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Description:This large original copper plate engraved hand coloured antique celestial chart was engraved by Johann Gabriel Doppelmayr in 1730 - the date is engraved in the title - and was published by JB Homann in Atlas Coelestis.This is the second chart in a series of six depicting part of the night sky on a gnomonic projection with the fixed stars for the end of the year of Christ 1730 according to the rules of arithmetic and geometry.
General Definitions:Paper thickness and quality: - Heavy and stablePaper color : - off whiteAge of map color: - OriginalColors used: - Yellow, green, blue, pinkGeneral color appearance: - AuthenticPaper size: - 23 1/2in x 20 1/4in (600mm x 515mm)Plate size: - 23in x 19 1/2in (590mm x 495mm)Margins: - Min 1/2in (12mm)
Imperfections:Margins: - Age toning in margins, light creasingPlate area: - Creasing and discolourationVerso: - Creasing and age toning
Background:The constellations are shown as figures according to classical mythology and the zodiac as derived from Hevelius. The more recently named constellations are shown as scientific instruments. The paths of several comets are traced following a pattern established by Pardies.Specifically this chart is an internal view of the sky centred on the vernal equinox in a gnomonic projection between the declinations 45° North and 45° South. Also depicted are the paths of the comets C/1577 V1 (observed by Tycho Brahe), C/1585 T1 (Tycho Brahe), C/1590 E1 (Tycho Brahe), C/1664 W1 (Giovanni Domenico Cassini), C/1665 F1 (Johannes Hevelius), C/1672 E1 (Giovanni Domenico Cassini), C/1677 H1 (Johannes Hevelius), C/1680 V1 (John Flamsteed) and C/1683 O1 (Johannes Hevelius).Doppelmayr wrote on astronomy, geography, cartography, spherical trigonometry, sundials and mathematical instruments. He often collaborated with the cartographer Johann Baptista Homann (1664-1724), a former Dominican monk from Oberkammlach in Schwabia who in 1688 had settled in Nuremberg and became a map engraver for the publishing firms of Jacob von Sandrart and David Funck.In 1702, Homann founded an influential cartographic publishing firm that after his death was continued by his son Johann Christoph Homann (1703-1730) and after the latters death by his friend Johann Michael Franz (1700-1761) and his stepsisters husband Johann Georg Ebersberger (1695-1760) under the name Homännische Erben. The publishing firm remained in business under different names until 1848. (Ref: Adelung, J.Chr., Johann Gabriel Doppelmayr; Cantor, M., Johann Gabriel Doppelmayr)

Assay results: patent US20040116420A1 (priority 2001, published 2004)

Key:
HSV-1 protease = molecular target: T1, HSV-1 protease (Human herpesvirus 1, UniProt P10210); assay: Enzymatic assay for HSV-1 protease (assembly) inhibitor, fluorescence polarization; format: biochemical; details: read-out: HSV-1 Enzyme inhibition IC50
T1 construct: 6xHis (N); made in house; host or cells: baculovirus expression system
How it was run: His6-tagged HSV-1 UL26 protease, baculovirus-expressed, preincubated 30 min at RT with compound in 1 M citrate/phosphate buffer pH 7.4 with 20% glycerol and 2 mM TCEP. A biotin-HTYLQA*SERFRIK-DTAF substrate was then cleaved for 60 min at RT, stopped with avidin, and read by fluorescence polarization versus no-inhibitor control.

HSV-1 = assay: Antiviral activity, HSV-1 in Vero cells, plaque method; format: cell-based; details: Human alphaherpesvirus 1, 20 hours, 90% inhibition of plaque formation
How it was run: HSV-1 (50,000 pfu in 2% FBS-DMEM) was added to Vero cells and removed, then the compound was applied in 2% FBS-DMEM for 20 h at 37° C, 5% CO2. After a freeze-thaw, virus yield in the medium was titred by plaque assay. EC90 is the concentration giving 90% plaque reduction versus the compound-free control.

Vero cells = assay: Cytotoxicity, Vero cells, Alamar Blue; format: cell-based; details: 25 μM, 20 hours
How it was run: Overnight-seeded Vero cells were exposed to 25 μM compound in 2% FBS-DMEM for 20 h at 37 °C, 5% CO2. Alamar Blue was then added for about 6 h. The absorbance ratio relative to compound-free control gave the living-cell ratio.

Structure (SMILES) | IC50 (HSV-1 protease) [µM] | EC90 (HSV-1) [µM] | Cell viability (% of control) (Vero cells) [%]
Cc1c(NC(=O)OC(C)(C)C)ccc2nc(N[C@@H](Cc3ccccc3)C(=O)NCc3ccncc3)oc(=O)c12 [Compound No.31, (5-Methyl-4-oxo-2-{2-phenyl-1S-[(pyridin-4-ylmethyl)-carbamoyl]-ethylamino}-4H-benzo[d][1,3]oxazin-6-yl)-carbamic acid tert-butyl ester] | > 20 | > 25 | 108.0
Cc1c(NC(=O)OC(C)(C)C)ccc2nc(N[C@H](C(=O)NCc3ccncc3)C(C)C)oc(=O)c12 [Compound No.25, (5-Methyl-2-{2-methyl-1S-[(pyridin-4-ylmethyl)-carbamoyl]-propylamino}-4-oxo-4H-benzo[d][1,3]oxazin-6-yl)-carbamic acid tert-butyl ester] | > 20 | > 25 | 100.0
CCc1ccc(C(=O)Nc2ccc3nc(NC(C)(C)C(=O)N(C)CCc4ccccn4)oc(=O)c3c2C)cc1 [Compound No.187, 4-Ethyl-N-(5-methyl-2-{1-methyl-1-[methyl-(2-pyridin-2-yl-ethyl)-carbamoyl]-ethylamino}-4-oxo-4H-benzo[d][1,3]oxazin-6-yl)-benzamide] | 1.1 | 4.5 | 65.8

Please note all items auctioned are genuine, we do not sell reproductions. A Certificate of Authenticity (COA) can be issued on request.